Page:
N is For No man left behind: It was an impressive display from the Carlton midfield against GWS and there were contributors everywhere. Captain Patrick Cripps led the charge with 34 touches and a goal, while Adam Cerra and Matthew Kennedy each had 27 disposals and six tackles. Sam Walsh impressed with his 31 touches and five tackles as well, given he spent 11 minutes on the bench in the third quarter after injuring his ankle. Will Setterfield was also very solid with 24 disposals and a goal, while wingman Matthew Cottrell had two goals. A complete performance from a very well-rounded midfield group.

O is For Oh No-Ah: The Tigers had two late chances to put the game beyond the Dockers on Friday night. Both Noah Balta and Noah Cumberland fumbled their given opportunities. With the scores level, Balta kicked his set shot into the man on the mark, while Cumberland – within range – unfortunately, played on as the siren sounded.

P is for Purpose, persistence and pluck: With Sydney kicking nine goals to two, it could be argued that this game was done as a contest at quarter time. This Adelaide Crows unit though is nothing if not determined. Although outclassed, they regrouped to win the inside 50 count after quarter time, and kick ten goals to eight in the last three quarters to ensure that the Swans brains trust still had a few sticky moments before the four points were secured.

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Q is For Q-Clash: Arguably the most anticipated meeting between these two sides, Q-Clash 23 didn’t disappoint. With Brisbane looking to keep its top four hopes alive, and Gold Coast hanging outside the top eight, it was a must-win game. A close contest until the end, but ultimately it was the Lions who won, making it eight Q-Clash victories in a row.

R is For Rising Star performance: Rising star nominee Jai Newcombe was a shining light in the Hawks’ win against the Kangaroos. He enjoyed a day out kicking two goals along with his 30 disposals and nine clearances.

S is For Sensational skipper: The Kangaroos’ captain, Jack Ziebell was super kicking three goals in their loss against the Hawks. He had 20 disposals, seven marks, and two tackles. He led the way for North Melbourne alongside Aaron Hall and Luke Davies-Uniacke.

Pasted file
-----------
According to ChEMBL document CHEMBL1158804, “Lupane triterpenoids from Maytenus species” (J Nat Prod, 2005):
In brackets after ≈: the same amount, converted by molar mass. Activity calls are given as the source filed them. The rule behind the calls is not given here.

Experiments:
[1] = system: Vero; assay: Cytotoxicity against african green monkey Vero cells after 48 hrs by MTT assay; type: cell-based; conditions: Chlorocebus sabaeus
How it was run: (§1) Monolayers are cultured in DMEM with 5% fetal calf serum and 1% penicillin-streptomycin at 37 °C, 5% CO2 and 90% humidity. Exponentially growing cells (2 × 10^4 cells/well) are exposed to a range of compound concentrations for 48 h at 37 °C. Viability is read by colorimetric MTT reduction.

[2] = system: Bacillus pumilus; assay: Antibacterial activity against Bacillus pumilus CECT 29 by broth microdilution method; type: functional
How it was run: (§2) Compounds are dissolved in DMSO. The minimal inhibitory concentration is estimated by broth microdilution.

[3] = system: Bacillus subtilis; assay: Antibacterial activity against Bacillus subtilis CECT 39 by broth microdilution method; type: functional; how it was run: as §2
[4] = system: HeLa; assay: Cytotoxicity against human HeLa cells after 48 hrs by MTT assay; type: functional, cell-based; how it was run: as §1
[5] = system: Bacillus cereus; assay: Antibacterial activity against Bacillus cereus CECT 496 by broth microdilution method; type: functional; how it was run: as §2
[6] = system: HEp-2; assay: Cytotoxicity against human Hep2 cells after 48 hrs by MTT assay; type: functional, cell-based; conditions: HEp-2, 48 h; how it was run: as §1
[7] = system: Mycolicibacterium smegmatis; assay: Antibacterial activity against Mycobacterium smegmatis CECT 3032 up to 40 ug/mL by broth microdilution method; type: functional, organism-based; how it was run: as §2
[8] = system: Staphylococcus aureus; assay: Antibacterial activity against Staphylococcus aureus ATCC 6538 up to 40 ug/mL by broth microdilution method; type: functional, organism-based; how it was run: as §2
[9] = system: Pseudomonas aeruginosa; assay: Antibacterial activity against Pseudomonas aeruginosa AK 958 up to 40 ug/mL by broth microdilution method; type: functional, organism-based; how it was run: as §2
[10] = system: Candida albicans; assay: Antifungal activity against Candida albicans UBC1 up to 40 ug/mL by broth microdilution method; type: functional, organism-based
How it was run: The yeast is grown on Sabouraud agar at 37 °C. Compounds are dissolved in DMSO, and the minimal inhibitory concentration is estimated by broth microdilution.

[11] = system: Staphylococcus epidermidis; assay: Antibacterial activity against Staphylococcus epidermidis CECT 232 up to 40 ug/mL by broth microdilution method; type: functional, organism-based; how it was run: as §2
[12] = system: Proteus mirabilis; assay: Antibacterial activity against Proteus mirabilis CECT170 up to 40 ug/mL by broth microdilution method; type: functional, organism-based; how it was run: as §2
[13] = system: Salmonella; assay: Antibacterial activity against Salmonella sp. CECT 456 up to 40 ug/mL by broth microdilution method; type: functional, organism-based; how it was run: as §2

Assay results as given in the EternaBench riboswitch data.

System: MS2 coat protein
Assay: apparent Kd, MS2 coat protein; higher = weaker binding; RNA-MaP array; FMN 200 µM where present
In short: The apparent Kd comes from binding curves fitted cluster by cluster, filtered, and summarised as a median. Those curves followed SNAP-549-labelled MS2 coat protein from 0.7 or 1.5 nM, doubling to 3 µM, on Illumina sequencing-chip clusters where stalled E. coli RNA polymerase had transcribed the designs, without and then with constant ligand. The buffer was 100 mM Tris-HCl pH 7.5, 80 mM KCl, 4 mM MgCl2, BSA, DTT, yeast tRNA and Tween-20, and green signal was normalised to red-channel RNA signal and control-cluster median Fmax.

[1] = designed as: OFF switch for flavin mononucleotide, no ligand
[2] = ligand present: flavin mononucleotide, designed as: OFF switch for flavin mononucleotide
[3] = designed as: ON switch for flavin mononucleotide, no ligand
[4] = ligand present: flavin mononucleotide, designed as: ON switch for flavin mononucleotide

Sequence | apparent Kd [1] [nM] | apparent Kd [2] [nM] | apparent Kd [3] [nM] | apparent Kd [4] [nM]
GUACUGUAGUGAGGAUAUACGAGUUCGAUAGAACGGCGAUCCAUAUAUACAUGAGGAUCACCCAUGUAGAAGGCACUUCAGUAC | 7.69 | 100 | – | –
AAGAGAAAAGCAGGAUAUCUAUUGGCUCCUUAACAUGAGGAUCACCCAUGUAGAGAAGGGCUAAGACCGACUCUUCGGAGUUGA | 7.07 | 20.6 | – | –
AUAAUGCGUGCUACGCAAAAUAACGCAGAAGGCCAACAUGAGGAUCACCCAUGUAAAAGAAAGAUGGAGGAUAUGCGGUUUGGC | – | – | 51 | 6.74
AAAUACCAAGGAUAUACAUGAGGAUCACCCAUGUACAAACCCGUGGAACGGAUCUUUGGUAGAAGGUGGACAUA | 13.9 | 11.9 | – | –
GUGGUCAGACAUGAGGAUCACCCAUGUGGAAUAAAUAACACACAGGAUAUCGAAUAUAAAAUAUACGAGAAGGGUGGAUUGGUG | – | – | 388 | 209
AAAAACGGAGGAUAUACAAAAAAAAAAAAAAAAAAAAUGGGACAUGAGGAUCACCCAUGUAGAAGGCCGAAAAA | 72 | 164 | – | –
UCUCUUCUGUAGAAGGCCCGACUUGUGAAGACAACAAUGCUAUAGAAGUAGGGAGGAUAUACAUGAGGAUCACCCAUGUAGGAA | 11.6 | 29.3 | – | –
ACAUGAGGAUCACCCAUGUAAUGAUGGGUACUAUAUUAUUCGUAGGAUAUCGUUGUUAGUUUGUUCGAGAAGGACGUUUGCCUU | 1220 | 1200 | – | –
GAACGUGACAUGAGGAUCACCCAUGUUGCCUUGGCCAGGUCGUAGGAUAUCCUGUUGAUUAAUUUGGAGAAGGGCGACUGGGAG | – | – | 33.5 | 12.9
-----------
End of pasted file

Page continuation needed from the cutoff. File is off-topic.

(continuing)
T is For Throw the doors open: With Richmond’s draw on Friday night, the Western Bulldogs could sense that the door was ajar and with a gritty performance it has mixed up the finals race. The Bulldogs finish Round 19 inside the top eight and take a great deal of confidence through the remainder of the season. We have seen the Bulldogs peak at the right time of the year before. Could we see it again?

U is For Unbelievable: Not many other words could be used to describe Collingwood’s win over Essendon. From 37 points up at quarter-time to falling four goals down in the fourth quarter, to Jamie Elliott, with ice in his veins, sealing Collingwood’s ninth win in a row, this game truly had it all.

V is For Very blessed: Two weeks, two amazing Sam Draper goals, and two amazing celebrations. This week’s edition: a check side from the boundary, which had the Bombers faithful on their feet.

W is For Watch your back lads: Sydney is flying at the moment, and a lot of its drive is coming from its young players in the middle of the park. And what better motivation do you have to get the job done than the fact that there’s a certain Josh Kennedy in the reserves, who registered a best-on-ground 37 disposals in a comfortable win in the wet over Frankston. Then there’s Logan McDonald putting pressure on the forwards as well.

X is For X-actly what was required to keep the season going: The Saints just had to get the job done, and that they did. It wasn’t pretty, but any win across the Nullabor is always tricky. Led by Dan Butler’s five goals and captain Jack Steele collecting a huge 40 disposals to go along with eight tackles, the Saints have put themselves just percentage outside the top eight with four rounds to go. Their destiny is in their own hands.

Y is For Young’s best outing: Fremantle defender Hayden Young was a stand-out in its draw with Richmond. Young led all comers with 31 disposals (equal-personal best), executing at a rate of 84 per cent. He took a career-best 14 marks, as well as 10 intercept possessions.

Z Is For Z may be last in the alphabet, but the Eagles are unlikely to finish last: Despite the loss, the Eagles have shown much improvement since the bye, their efforts against the Saints being no exception.  They led at the first change and were just a goal down at three-quarter time, before fading in the last.  With youngsters such as Jai Culley (19 disposals and his first ever AFL goal) and Josh Rotham (his first two ever AFL goals) leading the way, the future is not looking as bleak as it was earlier in the season. Their form suggests another win is possible before the season’s end, enough to ensure they don’t win the wooden spoon.